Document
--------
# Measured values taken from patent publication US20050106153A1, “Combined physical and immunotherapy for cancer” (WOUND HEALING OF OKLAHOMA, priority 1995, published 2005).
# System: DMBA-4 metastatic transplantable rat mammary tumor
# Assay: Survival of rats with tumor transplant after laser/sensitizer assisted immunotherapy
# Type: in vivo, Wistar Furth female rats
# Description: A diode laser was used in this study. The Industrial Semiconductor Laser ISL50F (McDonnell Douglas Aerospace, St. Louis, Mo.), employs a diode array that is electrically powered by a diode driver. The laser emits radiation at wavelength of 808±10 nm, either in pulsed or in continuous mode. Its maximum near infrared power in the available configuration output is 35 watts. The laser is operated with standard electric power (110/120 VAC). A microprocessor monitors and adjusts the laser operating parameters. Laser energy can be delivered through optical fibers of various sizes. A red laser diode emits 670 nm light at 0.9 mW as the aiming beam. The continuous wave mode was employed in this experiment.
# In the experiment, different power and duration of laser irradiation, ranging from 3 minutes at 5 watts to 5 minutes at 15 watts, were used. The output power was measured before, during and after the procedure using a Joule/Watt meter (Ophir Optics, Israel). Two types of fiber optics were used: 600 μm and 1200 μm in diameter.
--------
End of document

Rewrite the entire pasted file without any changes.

# Measured values taken from patent publication US20050106153A1, “Combined physical and immunotherapy for cancer” (WOUND HEALING OF OKLAHOMA, priority 1995, published 2005).
# System: DMBA-4 metastatic transplantable rat mammary tumor
# Assay: Survival of rats with tumor transplant after laser/sensitizer assisted immunotherapy
# Type: in vivo, Wistar Furth female rats
# Description: A diode laser was used in this study. The Industrial Semiconductor Laser ISL50F (McDonnell Douglas Aerospace, St. Louis, Mo.), employs a diode array that is electrically powered by a diode driver. The laser emits radiation at wavelength of 808±10 nm, either in pulsed or in continuous mode. Its maximum near infrared power in the available configuration output is 35 watts. The laser is operated with standard electric power (110/120 VAC). A microprocessor monitors and adjusts the laser operating parameters. Laser energy can be delivered through optical fibers of various sizes. A red laser diode emits 670 nm light at 0.9 mW as the aiming beam. The continuous wave mode was employed in this experiment.
# In the experiment, different power and duration of laser irradiation, ranging from 3 minutes at 5 watts to 5 minutes at 15 watts, were used. The output power was measured before, during and after the procedure using a Joule/Watt meter (Ophir Optics, Israel). Two types of fiber optics were used: 600 μm and 1200 μm in diameter.